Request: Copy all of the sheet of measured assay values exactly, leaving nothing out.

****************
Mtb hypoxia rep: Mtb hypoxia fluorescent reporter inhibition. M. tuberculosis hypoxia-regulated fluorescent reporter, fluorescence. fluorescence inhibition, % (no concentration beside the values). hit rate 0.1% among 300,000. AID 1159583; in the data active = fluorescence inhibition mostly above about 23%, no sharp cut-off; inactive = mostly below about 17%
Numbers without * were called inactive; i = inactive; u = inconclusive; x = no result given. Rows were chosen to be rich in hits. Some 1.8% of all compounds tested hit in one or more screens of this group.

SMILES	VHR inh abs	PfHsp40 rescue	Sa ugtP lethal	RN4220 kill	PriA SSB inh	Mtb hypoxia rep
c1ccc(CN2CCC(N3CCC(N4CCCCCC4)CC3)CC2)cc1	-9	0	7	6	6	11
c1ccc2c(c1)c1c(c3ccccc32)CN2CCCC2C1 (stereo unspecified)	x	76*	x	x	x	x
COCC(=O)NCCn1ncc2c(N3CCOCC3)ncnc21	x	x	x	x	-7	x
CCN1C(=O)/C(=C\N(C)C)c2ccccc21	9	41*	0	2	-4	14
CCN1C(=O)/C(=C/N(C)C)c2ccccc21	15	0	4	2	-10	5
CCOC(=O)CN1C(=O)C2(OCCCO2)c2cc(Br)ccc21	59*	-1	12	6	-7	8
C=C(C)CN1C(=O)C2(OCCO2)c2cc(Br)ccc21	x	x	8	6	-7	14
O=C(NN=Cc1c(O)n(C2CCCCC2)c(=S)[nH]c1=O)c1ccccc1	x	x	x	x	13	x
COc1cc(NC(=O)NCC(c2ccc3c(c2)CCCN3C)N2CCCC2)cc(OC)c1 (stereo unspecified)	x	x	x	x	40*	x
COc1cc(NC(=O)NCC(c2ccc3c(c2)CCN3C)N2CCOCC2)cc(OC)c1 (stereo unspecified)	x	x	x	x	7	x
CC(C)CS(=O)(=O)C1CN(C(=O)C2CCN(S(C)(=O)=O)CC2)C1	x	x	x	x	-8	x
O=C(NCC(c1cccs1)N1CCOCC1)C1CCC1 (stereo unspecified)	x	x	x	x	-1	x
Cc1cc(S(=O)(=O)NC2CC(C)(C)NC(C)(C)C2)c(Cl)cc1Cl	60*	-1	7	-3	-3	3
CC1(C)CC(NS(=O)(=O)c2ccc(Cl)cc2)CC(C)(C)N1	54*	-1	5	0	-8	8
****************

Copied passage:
Mtb hypoxia rep: Mtb hypoxia fluorescent reporter inhibition. M. tuberculosis hypoxia-regulated fluorescent reporter, fluorescence. fluorescence inhibition, % (no concentration beside the values). hit rate 0.1% among 300,000. AID 1159583; in the data active = fluorescence inhibition mostly above about 23%, no sharp cut-off; inactive = mostly below about 17%
Numbers without * were called inactive; i = inactive; u = inconclusive; x = no result given. Rows were chosen to be rich in hits. Some 1.8% of all compounds tested hit in one or more screens of this group.

SMILES	VHR inh abs	PfHsp40 rescue	Sa ugtP lethal	RN4220 kill	PriA SSB inh	Mtb hypoxia rep
c1ccc(CN2CCC(N3CCC(N4CCCCCC4)CC3)CC2)cc1	-9	0	7	6	6	11
c1ccc2c(c1)c1c(c3ccccc32)CN2CCCC2C1 (stereo unspecified)	x	76*	x	x	x	x
COCC(=O)NCCn1ncc2c(N3CCOCC3)ncnc21	x	x	x	x	-7	x
CCN1C(=O)/C(=C\N(C)C)c2ccccc21	9	41*	0	2	-4	14
CCN1C(=O)/C(=C/N(C)C)c2ccccc21	15	0	4	2	-10	5
CCOC(=O)CN1C(=O)C2(OCCCO2)c2cc(Br)ccc21	59*	-1	12	6	-7	8
C=C(C)CN1C(=O)C2(OCCO2)c2cc(Br)ccc21	x	x	8	6	-7	14
O=C(NN=Cc1c(O)n(C2CCCCC2)c(=S)[nH]c1=O)c1ccccc1	x	x	x	x	13	x
COc1cc(NC(=O)NCC(c2ccc3c(c2)CCCN3C)N2CCCC2)cc(OC)c1 (stereo unspecified)	x	x	x	x	40*	x
COc1cc(NC(=O)NCC(c2ccc3c(c2)CCN3C)N2CCOCC2)cc(OC)c1 (stereo unspecified)	x	x	x	x	7	x
CC(C)CS(=O)(=O)C1CN(C(=O)C2CCN(S(C)(=O)=O)CC2)C1	x	x	x	x	-8	x
O=C(NCC(c1cccs1)N1CCOCC1)C1CCC1 (stereo unspecified)	x	x	x	x	-1	x
Cc1cc(S(=O)(=O)NC2CC(C)(C)NC(C)(C)C2)c(Cl)cc1Cl	60*	-1	7	-3	-3	3
CC1(C)CC(NS(=O)(=O)c2ccc(Cl)cc2)CC(C)(C)N1	54*	-1	5	0	-8	8